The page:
The Sentencing Project - How Tough on Crime Became Tough on Kids, 2016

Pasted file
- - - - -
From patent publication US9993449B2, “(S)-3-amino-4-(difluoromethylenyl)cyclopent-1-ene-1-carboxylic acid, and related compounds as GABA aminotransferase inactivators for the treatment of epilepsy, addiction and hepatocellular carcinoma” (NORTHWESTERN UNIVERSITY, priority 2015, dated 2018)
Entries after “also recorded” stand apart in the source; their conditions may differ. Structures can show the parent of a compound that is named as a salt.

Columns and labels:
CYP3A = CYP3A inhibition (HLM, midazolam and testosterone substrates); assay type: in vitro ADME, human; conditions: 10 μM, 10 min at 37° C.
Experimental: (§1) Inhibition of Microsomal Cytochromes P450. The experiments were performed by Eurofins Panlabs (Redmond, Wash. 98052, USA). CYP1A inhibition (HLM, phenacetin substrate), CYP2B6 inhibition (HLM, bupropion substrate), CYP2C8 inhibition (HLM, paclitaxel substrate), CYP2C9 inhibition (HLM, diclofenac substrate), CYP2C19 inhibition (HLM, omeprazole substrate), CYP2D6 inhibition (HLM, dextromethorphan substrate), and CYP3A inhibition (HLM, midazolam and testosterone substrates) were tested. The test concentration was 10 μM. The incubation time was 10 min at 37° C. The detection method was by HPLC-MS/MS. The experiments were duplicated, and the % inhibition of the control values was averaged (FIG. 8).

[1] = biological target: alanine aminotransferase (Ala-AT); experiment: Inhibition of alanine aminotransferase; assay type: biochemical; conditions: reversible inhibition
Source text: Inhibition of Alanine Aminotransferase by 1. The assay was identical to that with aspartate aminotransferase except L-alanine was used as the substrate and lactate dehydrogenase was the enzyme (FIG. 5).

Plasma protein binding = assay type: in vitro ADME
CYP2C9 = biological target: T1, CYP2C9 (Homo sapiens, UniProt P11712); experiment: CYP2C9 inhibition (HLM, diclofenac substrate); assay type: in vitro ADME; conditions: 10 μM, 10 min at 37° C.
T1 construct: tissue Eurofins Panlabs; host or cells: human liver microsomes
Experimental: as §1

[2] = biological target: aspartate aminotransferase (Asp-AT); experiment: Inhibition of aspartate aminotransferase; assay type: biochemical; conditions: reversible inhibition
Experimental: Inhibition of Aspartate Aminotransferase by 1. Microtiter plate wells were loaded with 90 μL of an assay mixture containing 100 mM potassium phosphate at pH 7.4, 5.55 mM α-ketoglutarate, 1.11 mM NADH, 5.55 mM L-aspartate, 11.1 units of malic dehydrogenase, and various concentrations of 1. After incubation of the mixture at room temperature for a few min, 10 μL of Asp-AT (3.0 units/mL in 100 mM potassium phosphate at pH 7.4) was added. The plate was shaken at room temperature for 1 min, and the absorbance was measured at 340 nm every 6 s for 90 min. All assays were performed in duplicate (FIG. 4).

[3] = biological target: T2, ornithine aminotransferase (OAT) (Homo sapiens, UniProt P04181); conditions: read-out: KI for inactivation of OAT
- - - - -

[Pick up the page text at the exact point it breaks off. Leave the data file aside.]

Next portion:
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How Tough on Crime Became Tough on Kids: Prosecuting Teenage Drug Charges in Adult Courts For more information, contact: The Sentencing Project 1705 DeSales Street NW 8th Floor Washington, D.C. 20036 (202) 628-0871 sentencingproject.org twitter.com/sentencingproj facebook.com/thesentencingproject This report was written by Josh Rovner, State Advocacy Associate at The Sentencing Project. The Sentencing Project is a national non-profit organization engaged in research and advocacy on criminal justice issues. Our work is supported by many individual donors and contributions from the following: Atlantic Philanthropies Morton K. and Jane Blaustein Foundation craigslist Charitable Fund Ford Foundation Bernard F. and Alva B. Gimbel Foundation Fidelity Charitable Gift Fund General Board of Global Ministries of the United Methodist Church Mott Philanthropy Open Society Foundations Petschek Foundation Public Welfare Foundation Rail Down Charitable Trust David Rockefeller Fund Elizabeth B. and Arthur E. Roswell Foundation San Francisco Foundation Tikva Grassroots Empowerment Fund of Tides Foundation Elsie P. van Buren Foundation Wallace Global Fund Copyright © 2016 by The Sentencing Project. Reproduction of this document in full or in part, and in print or electronic format, only by permission of The Sentencing Project. 2 The Sentencing Project TABLE OF CONTENTS Introduction 3 Pathways to Adult Courts 4 Transfer Pathways for Drug Charges 5 States Underreport Most of Their Transfers 9 Transfer Laws Do Not Reduce Offending or Recidivism 10 Reforms and Recommendations 11 Prosecution on teenage drug charges in adult courts 1 2 The Sentencing Project INTRODUCTION Transfer laws in 46 states and the District of Columbia permit youth to be tried as adults on drug charges. Successful campaigns to raise the age of juvenile court jurisdiction have rolled back some excesses of the tough on crime era. After the implementation of Louisiana’s SB 324 in 2017 and South Carolina’s SB 916 in 2019, just seven states will routinely charge 17year old offenders as adults, including the two states that also charge 16-year olds as adults.1 Despite other state laws that differentiate between adults and youth, placing limits on teens’ rights to serve on juries, vote, or marry without parental consent, the criminal justice system in these jurisdictions erases the distinction when they are arrested. Though the vast majority of arrested juveniles are processed in the juvenile justice system, transfer laws are the side door to adult criminal courts, jails, and prisons. These laws either require juveniles charged with certain offenses to have their cases tried in adult courts or provide discretion to juvenile court judges or even prosecutors to pick and choose those juveniles who will be tried in adult courts. It is widely understood that serious offenses, such as homicide, often are tried in adult criminal courts. In fact, for as long as there have been juvenile courts, mechanisms have existed to allow the transfer of some youth into the adult system.2 During the early 1990s, under a set of faulty assumptions about a coming generation of “super-predators,” 40 states passed legislation to send even more juveniles into the adult courts for a growing array of offenses and with fewer procedural protections.3 The super-predators, wrote John J. DiIulio in 1995, “will do what comes ‘naturally’: murder, rape, rob, assault, burglarize, deal deadly drugs, and get high.”4 but fully 46 states and the District of Columbia permit juveniles to be tried as adults on drug charges. Only Connecticut, Kansas, Massachusetts, and New Mexico do not. States have taken steps to close this pathway, including a successful voter initiative in California, Proposition 57. Nationwide, there were approximately 461 judicial waivers (those taking place after a hearing in juvenile court) in 2013 on drug charges. The totals stemming from other categories of transfer are not available. From 1989 to 1992, drug offense cases were more likely to be judicially waived to adult courts than any other offense category.5 Given the recent wave of concern over opiate deaths, it is reasonable to fear a return to this era, even as public opinion now opposes harsh punishments for drug offenses.6 The ability of states to send teenagers into the adult system on nonviolent offenses, a relic of the war on drugs, threatens the futures of those teenagers who are arrested on drug charges, regardless of whether or not they are convicted (much less incarcerated) on those charges. Transfer laws have been shown to increase recidivism, particularly violent recidivism, among those convicted in adult courts. Research shows waiver laws are disproportionately used on youth of color. Moreover, an adult arrest record can carry collateral consequences that a juvenile record might not. Since very few criminal charges ever enter the trial phase, the mere threat of adult prison time contributes to some teenagers’ guilty pleas. This policy report reviews the methods by which juveniles can be tried as adults for drug offenses and the consequences of the unchecked power of some local prosecutors. This tough-on-crime era left in its wake state laws that still permit or even require drug charges to be contested in adult courts. Scant data exist to track its frequency, Prosecution on teenage drug charges in adult courts 3 PATHWAYS TO ADULT COURTS All states set an age boundary, generally at 18 years of age, dividing juveniles from adults. The federal government, 41 states and the District of Columbia set the default maximum age for juvenile court jurisdiction at 17 years. In seven states (Georgia, Louisiana, Michigan, Missouri, South Carolina, Texas and Wisconsin), the maximum age is 16 years. In two states (New York and North Carolina), the maximum age is 15 years.7 In every state, additional juveniles can be transferred into the adult criminal justice system via one of three broad paths. JUDICIAL DISCRETION Judicial or discretionary waivers mean that the decision to transfer an individual case into adult court is in the hands of the juvenile court judge, following a request from a prosecutor and a transfer hearing. There are circumstances in which the waiver is a presumptive waiver, in which the prosecutor requests the transfer and the burden is on the young person to argue against it.8 The transfer hearing separates discretionary waivers from prosecutorial and automatic transfers. Forty-four states and the District of Columbia allow for judicial waivers.9 PROSECUTORIAL DISCRETION Juvenile and criminal courts can share jurisdiction for some criminal charges, thus allowing prosecutors to determine whether charges should be filed in juvenile court or criminal court, though age requirements differ depending on the charge.10 Used in 14 states and the District of Columbia,11 prosecutorial discretion is the label for such a transfer; it is also termed “direct file,” because prosecutors file the charges directly in adult courts without the procedural difficulties of obtaining a judicial waiver. Before 1970, only Florida and Georgia allowed for prosecutorial discretion.12 4 The Sentencing Project STATUTORY EXCLUSION Under statutory exclusion laws, juveniles arrested on a set of specified offenses are automatically treated as though they were adults. Statutory exclusion laws, while neutral in appearance, increase the power of prosecutors. “The selection of the charge becomes the selection of the court,” notes Franklin Zimring.13 A variation of the statutory exclusion is a mandatory or automatic waiver, in which certain cases begin in juvenile court only to verify that the case meets the requirements for transfer to adult court. Legislatures in 29 states have given criminal courts exclusive jurisdiction over at least one class of juvenile offenses.14 Before 1970, only eight states had automatic transfers, typically for murder.15 In 33 states and the District of Columbia, once a juvenile has been convicted of an offense as an adult, he or she will henceforth always be treated as an adult.16 These laws are called once an adult, always an adult, despite the fact that the defendant is still under 18. For example, a Washington juvenile could be convicted of a charge of burglary (a so-called adult offense), sentenced to probation, and then would be charged as an adult on any criminal offense, including simple possession of LSD.17 TRANSFER PATHWAYS FOR DRUG CHARGES The existence of a vast array of transfer mechanisms masks the extent to which juveniles can be charged as adults for drug charges. Some states specify drug charges in their criminal code; far more common is wide-ranging discretion over “any criminal offense” or “any felony,” meaning even drug charges can fall under the umbrella of transfer laws. charges are troubling because drug arrests are among the most common reasons that teenagers are arrested.18 These four states sharply limit the ability of courts and prosecutors to send drug charges to adult court, which is an important step in limiting the total number of juveniles in adult courts. STATES WITH NO MECHANISM TO CHARGE JUVENILES AS ADULTS FOR DRUG OFFENSES JUDICIAL DISCRETION: ALLOWS JUVENILES TO BE TRANSFERRED ON DRUG OFFENSES AFTER A HEARING Only four states – Connecticut, Kansas, Massachusetts, and New Mexico – have no mechanism under which juveniles can be charged as adults for drug offenses. Wide-ranging discretion and laws that specify drug The 41 jurisdictions shown in Figure 1 demonstrate the sweeping powers of transfer provisions. In 30 of these states, juvenile courts have the power to transfer juveniles for nearly any offense. Delaware has no lower Figure 1. State use of judicial discretion for drug charges Prosecution on teenage drug charges in adult courts 5 Figure 2. State use of direct file for drug charges bound whatsoever for juvenile court jurisdiction, meaning a child of any age at all – theoretically, even a toddler – could be brought to juvenile court and then transferred to adult court if the child is “not amenable to the rehabilitative processes.”19 South Carolina makes any misdemeanor eligible for transfer; drug offenses taking place in school zones can be transferred starting at age 14. State laws occasionally specify some limits on this wide-ranging power. In Arkansas, juveniles can be transferred, starting at age 14, for any felony committed by a so-called habitual offender (defined as a person having committed three felonies over two years); starting at age 16, any juvenile can be transferred regardless of criminal history. A select number of states specify that drug charges are eligible for transfer to adult court. For example, Idaho (like Delaware, a state with no lower bound of juvenile court jurisdiction) specifies courts have discretion to transfer juveniles for manufacture, delivery or possession with intent to deliver in a school zone. Indiana grants this discretion, for 16- and 17-year olds, for felony violations of the controlled substances law. 6 The Sentencing Project In Missouri, anyone over 12 can be tried as an adult (following a transfer hearing) for distribution. In New Jersey, the crimes of manufacturing or distributing controlled substances (or any attempt to) can be waived into adult court for people 16-years old and over. In Kentucky, class D felonies, which include some drug offenses, can be transferred starting at age 16. In Oregon, many drug crimes are class A or B felonies, and eligible for transfer at age 15. DIRECT FILE: ALLOWS PROSECUTORS TO CHARGE JUVENILES AS ADULTS ON DRUG OFFENSES Eleven states, shown in Figure 2, place the power to transfer juveniles for drug offenses entirely in the hands of prosecutors. Three of these states – Arkansas, Florida, and Nebraska – allow prosecutors to charge juveniles as adults for any offense or any felony. In the other eight states, drug charges are identified in state statutes as a transferable offense, solely at the discretion of the prosecutor. In Arizona, possession of drugs if the youth had two prior adjudications can be Figure 3. State use of automatic transfer for drug charges transferred. In California, 14-year olds can be charged as adults for manufacturing, compounding, or selling at least half an ounce of any of various controlled substances under specified aggravating circumstances; at age 16, those aggravating circumstances are not required. Louisiana law gives prosecutors discretion on the second felony-level violation of the controlled substances law. In Michigan, prosecutors can charge 14-, 15- and 16-year olds as adults for the unlawful manufacture, creation or delivery of a minimum quantity of certain controlled substances, or possession with intent to manufacture, create, or deliver the same; any attempt, conspiracy, or solicitation to commit any of these offenses. In Montana, prosecutors can charge 16-year olds as adults for criminal distribution, production, manufacture, or possession of dangerous drugs (and the attempt to do so), a charge that becomes automatically adult for 17-year olds. Oklahoma prosecutors can charge 16- and 17- year olds as adults for trafficking in or manufacturing illegal drugs. In Virginia, prosecutors can charge anyone 14 and over with manufacture, sale, distribution and possession with intent to do so for a set of illicit substances, as long as the youth had two prior delinquent adjudications for that same offense. Wyoming has a similar law, in that prosecutors can charge anyone 14 or over as an adult for any felony as long as the youth had two prior felony-level adjudications. NO DISCRETION: STATES THAT AUTOMATICALLY CHARGE JUVENILES AS ADULTS ON CERTAIN OR ALL DRUG OFFENSES Twenty-one states, shown in Figure 3, automatically charge some juveniles as adults for a set of drug-related offenses. These states fit into three broad categories; South Carolina falls into all three. Nine states automatically charge youth as adults for drug-related offenses under certain conditions: Arizona, Delaware, Florida, Idaho, Illinois, Iowa, Minnesota, Nevada, South Carolina In Arizona, anyone 15 and over with at least two previous, separate felony adjudications must be tried as an adult for any subsequent felony. South Carolina uses this standard for those 14 and over. In Delaware, trafficking or attempting to traffic certain illegal drugs is an adult Prosecution on teenage drug charges in adult courts 7 offense if the youth (age 14 and over) has been previously adjudicated delinquent on a felony; if the juvenile (age 15 and over) possessed a gun, any felony is an adult charge. In Florida and Iowa, drug trafficking while in possession of a firearm is an adult offense for 16- and 17-year olds. In Idaho, manufacture, delivery, or possession with intent to deliver in a school zone is an adult charge for anyone 14 and older. In Illinois, some drug violations near school zones or public housing are presumptively waived for anyone 15 and over. In Minnesota and Nevada, any felony committed with possession of a firearm is an adult offense for 16- and 17-year olds. Five states automatically charge youth as adults for certain drug-related offenses: Alabama, Montana, North Dakota, South Carolina, South Dakota In Alabama, drug trafficking is an adult offense for 16and 17-year olds. In Montana, criminal distribution, production, manufacture or possession of dangerous drugs, is an adult charge for 17-year olds. In North Dakota, anyone over 14 is automatically charged as an adult for manufacture, delivery, or possession with intent to manufacture or deliver a controlled substance (with exceptions for small amounts of marijuana). In South Carolina, the distribution of various controlled substances, along with hiring a person under 17 for transportation of drugs, is an automatic adult charge for a 16-year old.20 In South Dakota, the distribution of one pound or more of marijuana to a minor is an adult offense.21 Nine states automatically charge youth as adults, unconditionally, for all offenses: Georgia, Louisiana, Michigan, Missouri, New York, North Carolina, South Carolina, Texas, Wisconsin There are nine states that unconditionally charge 17year olds as adults for all offenses: Georgia, Louisiana, Michigan, Missouri, New York, North Carolina, South Carolina, Texas, and Wisconsin.22 New York and North Carolina are the two states that also charge 16-year olds as adults for all offenses. In regard to drug charges, these laws mean that everything from manufacturing and selling large amounts of methamphetamines to possession of a small amount of LSD is an adult charge. 8 The Sentencing Project AUTOMATICALLY CHARGE JUVENILES AS ADULTS ON DRUG OFFENSES IF PREVIOUSLY CONVICTED AS ADULT A majority of states have a “once an adult, always an adult” laws. Such laws require that a juvenile convicted previously as though he or she were an adult will henceforth be tried as an adult, regardless of charge. For example, in Washington state, a juvenile could be convicted of a charge of burglary, sentenced to probation, and then would be charged as an adult on simple possession of marijuana.23 States that use “once-an-adult, always-an-adult” laws are Alabama, Arizona, California, Delaware, Dist. of Columbia, Florida, Hawaii, Idaho, Illinois, Indiana, Iowa, Kansas, Maine, Maryland, Michigan, Minnesota, Mississippi, Missouri, Montana, Nevada, New Hampshire, North Dakota, Ohio, Oklahoma, Oregon, Pennsylvania, Rhode Island, South Dakota, Tennessee, Texas, Utah, Virginia, Washington, Wisconsin, and Wyoming. STATES UNDERREPORT MOST OF THEIR TRANSFERS The extent of this problem is masked by the fact that 22 states do not report on any of their transfers. For example, among the 28 states plus the District of Columbia that collect and report data on transfers, only five disaggregate judicial waivers from prosecutors’ direct filings. Eleven states allow prosecutors discretion to charge juveniles on drug offenses, and six of them do not report data on any of their transfers. The knowledge gap is vast. Donna Bishop estimated that 210,000 to 260,000 juveniles were annually charged as adults in 1996, 85 percent of them via prosecutorial discretion, statutory exclusions and jurisdictional boundaries.24 Butts and Mitchell calculated that 200,000 juveniles were tried in 2000 as adults due to court age boundaries and an additional 55,000 due to statutory exclusions and prosecutorial discretion.25 As of 2010, OJJDP estimated 137,000 arrested youth were referred annually to adult courts in the states that exclude 16- or 17-year olds from their juvenile courts.26 This decline over time is more due to falling juvenile arrest rates27 than less frequent use of waivers. Regardless of the exact number, these experts’ calculations show a vast number of transfers hidden from the general public, far higher than the 4,000 judicial waivers annually estimated by OJJDP.28 This discrepancy points to the need for jurisdictions to report, with specificity, the number of juveniles tried as adults and the charges thereunder. • In Arizona, a state government report for FY2015 found 224 youth directly filed and judicially waived into the adult system; 31 of these youth were transferred on drug charges, and only three of the 31 were waived following a waiver hearing.29 • In California, a state government report for 2015 found 492 cases directly filed into adult court, two of them on drug charges; 76 juveniles were transferred following a fitness hearing, (California’s term for a waiver hearing).30 • In Florida, 1607 juveniles were transferred into adult court in FY15, 55 of them on felony drug charges.31 • In Michigan, which automatically charges all 17-year olds as though they were adults, there were 12 juveniles transferred by direct file in 2015 and 37 by judicial waiver.32 Charges are not specified. Nationwide, there were approximately 461 judicial waivers in 2013 on drug charges.33 The totals stemming from other categories of transfer are not available. Policymakers and the public are left with a fragmented and scattered list to get a sense of prosecutorial discretion. Only four states that utilize prosecutor discretion (direct file) for drug charges provide any data on its use. The little data available demonstrate that drug transfers are far more likely to occur by automatic waivers than following a hearing in juvenile court. Prosecution on teenage drug charges in adult courts 9 TRANSFER LAWS DO NOT REDUCE OFFENDING OR RECIDIVISM Statutory changes during the early 1990s preceded a drop in juvenile offending, and many politicians credited the newly harsh punishments;34 researchers cast doubt on any such relationship. Zimring and Rushin, looking only at violent offending, compared homicide trends from the newly transferable teenagers with those of older adolescents (aged 18 to 24), finding that the declines in homicide rates dropped in roughly equal measures for both age groups. “These laws did little to uniquely deter juvenile offenders,” they found. 35 State borders provide another opportunity for comparison. A study of young offenders in the New York City metro area found “adolescents processed in the New York adult courts [where 16- and 17-year olds are routinely charged as adults] were more likely to be re-arrested, they were re-arrested more often and more quickly and for more serious offenses, and they were re-incarcerated at higher rates than those in the New Jersey juvenile courts [where they are not].”36 Any deterrent effect of transfer laws is unlikely. To take one example, the John Howard Association of Illinois interviewed six young people who were sentenced as adults while they were still teenagers, none of whom were aware that they could be prosecuted as adults.37 Moreover, other studies, including one from the CDC,38 have found that harsher penalties increase reoffending rates, partially because the adult system is a “school for crime.” 39 Thus, two of the main arguments in favor of transfer – that they might deter offending and reduce reoffending – have not been proven true. The CDC has found other harms to juveniles who have been transferred, such as far higher rates of suicide and violent victimization while in prison, either by prison guards or by other inmates.40 10 The Sentencing Project In short, transfer into the adult system has proved ineffective at reducing offending, ineffective at reducing reoffending, and puts young people at risk of abuse or worse while incarcerated. REFORMS AND RECOMMENDATIONS Some states have taken steps to limit transfer, though there is far more work ahead. In Kansas, which saw 30 transfers in FY2015,41 SB 367 (2015) eliminated waivers on drug charges though it still allows for once an adult, always an adult prosecutions. In Vermont, H95 (2016) eliminated direct file for all but the most serious offenses. New Jersey’s S2003 (2014) elimated transfer for 14- and 15- year olds. Illinois passed PA 94-0574 in 2005, reversing a 1995 law that required 15- and 16-year olds be tried as adults for drug offenses within 1,000 feet of a school or public housing.42 (At the time, Illinois required that all 17-year olds be treated as though they were adults.) In Chicago’s Cook County alone, automatic transfers fell from 361 to 127 after passage with no increase in juvenile court petitions, according to a comprehensive review of the law by the Juvenile Justice Initiative. 43 Presently, many states are addressing transfer. Bills to raise the age for all juveniles are perennially on legislative agendas in the seven states that have yet to move their age boundary to include most 16- and 17-year olds in their juvenile systems.44 California voters supported Proposition 57 in the November 2016 elections, sharply limiting direct file and expands the requirements for transfer under the state’s fitness hearings. In Florida, direct file reform (SB 314) attained passage in three Senate committees in 2016, and advocates there are working to pass it in 2017. RECOMMENDATIONS The transfer of juveniles into adult court, according to Steven Zane and colleagues, is a policy without a rationale.45 It is not clear if legislators believe certain offenses or certain juveniles are beyond rehabilitation, since the expansions of transfer in the 1990s were so all-encompassing as to allow even drug offenders into the adult system. States should raise their ages of juvenile court jurisdiction to age 18, and should undertake a study – as Connecticut is already doing – to explore the feasibility and impact of raising juvenile court jurisdiction through late adolescence. Brain science research, which has influenced U.S. Supreme Court decisions on serious juvenile offending, has made clear that adolescent development continues through one’s mid-20s. Juvenile courts and facilities are capable of finding ways to hold young offenders accountable without the severe consequences of adult charges on one’s record. Moreover, states should eliminate direct file and automatic waivers into adult courts. The decision is far too consequential to leave in the hands of prosecutors without the due process afforded in a transfer hearing. The evidence is strong that requiring a transfer hearing sharply limits the frequency with which prosecutors will seek adult charges against teenagers. States can go further by eliminating low-level charges, like drug offenses, from adult courts altogether. From 1989 to 1992, drug offense cases were more likely to be judicially waived to criminal court than any other offense category.46 Fears of a wave of drug use could make that happen again. And since we know transfer doesn’t work, we need to prevent that from happening. Lastly, states and localities ought to collect and report data on all juvenile transfers. The relatively small number of judicial waivers – though still in the hundreds annually -- leaves a mistaken impression of the scope of transfer. The vast majority of transfers, either through minimum age requirements, automatic transfers, and direct filings, are hidden from view. The examples of Illinois and Kansas, each of which passed laws to keep juveniles charged with drug offenses from adult courts, show that states can make needed reforms without harming public safety. It is time for the rest of the nation to follow their lead. Prosecution on teenage drug charges in adult courts 11 ENDNOTES 25 Butts, J. A., & Mitchell, O. (2000). Brick by brick: Dismantling 1 OJJDP Statistical Briefing Book. Online. Available: http:// the border between juvenile and adult justice. In C.M. Friel www.ojjdp.gov/ojstatbb/structure_process/qa04115. (Ed.), Criminal justice 2000: Boundary changes in criminal asp?qaDate=2014. Released on October 1, 2015. justice (Vol. 2, pp. 167-213). Washington, D.C: National Institute of Justice, Cited in Howell, J. C., Feld, B. C., Mears, 2 Shook, J. Contesting Childhood in the US Justice System: D. P., Petechuk, D., Farrington, D. P. and Loeber, R. (2013) The transfer of juveniles to adult criminal court. Childhood Young Offenders and an Effective Response in the Juvenile November 2005. 12: 461-478 at 464. and Adult Justice Systems: What Happens, What Should 3 Zimring, F. The Power Politics of Juvenile Court Transfer: Happen, and What We Need to Know. Washington, D.C.: A Mildly Revisionist History of the 1990s, 71 La. L. Rev. 1 U.S. National Institute of Justice (NCJ 242935) at 8. (2010) at 8. 26 Sickmund, M. and Puzzanchera, C. Juvenile Offenders and 4 Dilulio Jr., John J. The Coming of the Super-Predators. Victims: 2014 National Report. Pittsburgh: National Center Weekly Standard, November 27, 1995, pages 23-28. for Juvenile Justice. p. 103-104. Available: http://www.weeklystandard.com/the-coming-of27 OJJDP Statistical Briefing Book. Online. Available: http:// the-super-predators/article/8160. w w w. o j j d p . g o v / o j s t a t b b / c r i m e / J A R _ D i s p l a y. 5 Delinquency Cases Waived to Criminal Court, 2010, p. 2. asp?ID=qa05200. December 13, 2015. 6 Pew Research Center (2014, April 2). America’s New Drug 28 Hockenberry, Sarah, and Puzzanchera, Charles. 2015. Policy Landscape: Two-Thirds Favor Treatment, Not Jail, Juvenile Court Statistics 2013. Pittsburgh, PA: National for Use of Heroin, Cocaine. Online: http://www.people-press. Center for Juvenile Justice. org/2014/04/02/americas-new-drug-policy-landscape/. 29 Administrative Office of the Courts, Juvenile Justice 7 OJJDP Statistical Briefing Book. Louisiana will continue to Services Division (2010). Juveniles Processed in the Arizona charge 17-year-olds as adult through July 2017. South Court System FY2009. Available: https://www.azcourts. Carolina will continue to charge 17-year-olds as adults until gov/jjsd/Publications-Reports. 2019. 30 Harris, K. Attorney General of California (2015). Juvenile 8 Griffin, P., Addie, S., Adams, B., and Firestine, K. Trying Justice in California. Available: http://oag.ca.gov/sites/all/ Juveniles as Adults: An Analysis of State Transfer Laws files/agweb/pdfs/cjsc/publications/misc/jj15/jj15.pdf? and Reporting. Washington, DC: Dept. of Justice, Office of Juvenile Justice and Delinquency Prevention. Sept. 2011. 31 Florida Department of Juvenile Justice. Delinquency Profile. Available: http://www.djj.state.fl.us/research/delinquencyp. 2. data/delinquency-profile/delinquency-profile-dashboard. 9 OJJDP Statistical Briefing Book. 32 Michigan State Court Administrator’s Office. Michigan 10 Griffin, P. (2011). p. 2. Supreme Court Annual Report Circuit Court Statistical Supplement 2015. Available: http://courts.mi.gov/ 11 OJJDP Statistical Briefing Book. education/stats/Caseload/Documents/Caseload/2015/ 12 Griffin, P. (2011). p. 9. Statewide.pdf. 13 Franklin E. Zimring, The Power Politics of Juvenile Court 33 Sickmund, M., Sladky, A., and Kang, W. (2015). “Easy Access Transfer: A Mildly Revisionist History of the 1990s, 71 La. to Juvenile Court Statistics: 1985-2013.” Online. Available: L. Rev. 1 (2010) at. 9. http://www.ojjdp.gov/ojstatbb/ezajcs/. Data source: National Center for Juvenile Justice. (2015). National 14 OJJDP Statistical Briefing Book. Juvenile Court Data Archive: Juvenile court case records 15 Griffin, P. (2011). p. 9. 1985-2013 [machine-readable data files]. Pittsburgh, PA: NCJJ [producer]. 16 OJJDP Statistical Briefing Book. 17 Jurisdictional boundaries » Washington. Retrieved from 34 Zimring, F. and Rushin, S. Did Changes in Juvenile Sanctions Reduce Juvenile Crime Rates? A Natural Experiment http://www.jjgps.org/jurisdictional-boundaries/ (October 29, 2013). Ohio State Journal of Criminal Law, washington#transfer-provisions. Vol. 11, 2013; Illinois Public Law Research Paper No. 14-22, 18 Puzzanchera, C. and Kang, W. (2014). “Easy Access to FBI p. 58. Arrest Statistics 1994-2012” Online. Available: http://www. 35 Zimring, F. and Rushin, S. (2013). ojjdp.gov/ojstatbb/ezaucr/. 36 MacArthur Foundation Network on Adolescent Development 19 10 Del. C. § 1010(a)(2). and Juvenile Justice. Issue Brief 5: Then Changing Borders 20 Section 16-1-10 http://www.scstatehouse.gov/code/ or Juvenile Justice: Transfer of Adolescents to the Adult t16c001.php. Criminal Courts. Available: http://www.adjj.org/ downloads/3582issue_brief_5.pdf. 21 S 22-42-7 http://sdlegislature.gov/Statutes/Codified_Laws/ DisplayStatute.aspx?Type=Statute&Statute=22-42-7. 37 John Howard Association of Illinois (Sept. 2014). In Their Own Words: Young People’s Experiences in the Criminal 22 Louisiana and South Carolina have enacted legislation to Justice System and Their Perceptions of Its Legitimacy, p. include 17-year olds in their juvenile systems in future years. 10. 23 Jurisdictional boundaries » Washington. Retrieved from 38 McGowan A, Hahn R, Liberman A, et al. Effects on violence http://www.jjgps.org/jurisdictional-boundaries/ of laws and policies facilitating the transfer of juveniles washington#transfer-provisions. from the juvenile justice system to the adult justice system: 24 Bishop, D. M. (2000). Juvenile Offenders in the Adult Criminal a systematic review. Am J Prev Med 2007;32(4S):S7–S28 Justice System. Crime and Justice, Vol. 27, 81-167, p. 97. at S17. 12 The Sentencing Project 39 Howell, J. C., Feld, B. C., Mears, D. P., Petechuk, D., Farrington, D. P. and Loeber, R. (2013) Young Offenders and an Effective Response in the Juvenile and Adult Justice Systems: What Happens, What Should Happen, and What We Need to Know. Washington, D.C.: U.S. National Institute of Justice (NCJ 242935), p. 4, 10-11. 40 McGowan, et al. (2007). 41 Summary of Juvenile Offender Caseloads, year ending July 30, 2015. Available: http://web.kscourts.org/ stats/15/2015%20JuvenCarOffender.pdf 42 E. Kooy (June 2008). Changing Course: A Review of the First Two Years of Drug Transfer Reform in Illinois. Juvenile Justice Initiative. Available: http://jjustice.org/wordpress/ wp-content/uploads/JJI-REPORT.pdf. 43 E. Kooy (June 2008). 44 Louisiana and South Carolina have enacted legislation to include 17-year olds in their juvenile systems in future years. 45 Zane, S., Welsh, B., and Meats, D. (2016). Juvenile Transfer and the Specific Deterrence Hypothesis, Criminology and Public Policy, Vol. 15, Issue 3. 46 Delinquency Cases Waived to Criminal Court, 2010, p. 2. Prosecution on teenage drug charges in adult courts 13 Prosecution on Teenage Drug Charges in Adult Courts Josh Rovner December 2016 Related publications by The Sentencing Project: • • • 1705 DeSales Street NW, 8th Floor Washington, D.C. 20036 Tel: 202.628.0871 Fax: 202.628.1091 sentencingproject.org Racial Disparities in Youth Commitments and Arrests (2016) Declines in Youth Commitments and Facilities in the 21st Century (2015) Disproportionate Minority Contact in the Juvenile Justice System (2014) The Sentencing Project works for a fair and effective U.S. justice system by promoting reforms in sentencing policy, addressing unjust racial disparities and practices, and advocating for alternatives to incarceration.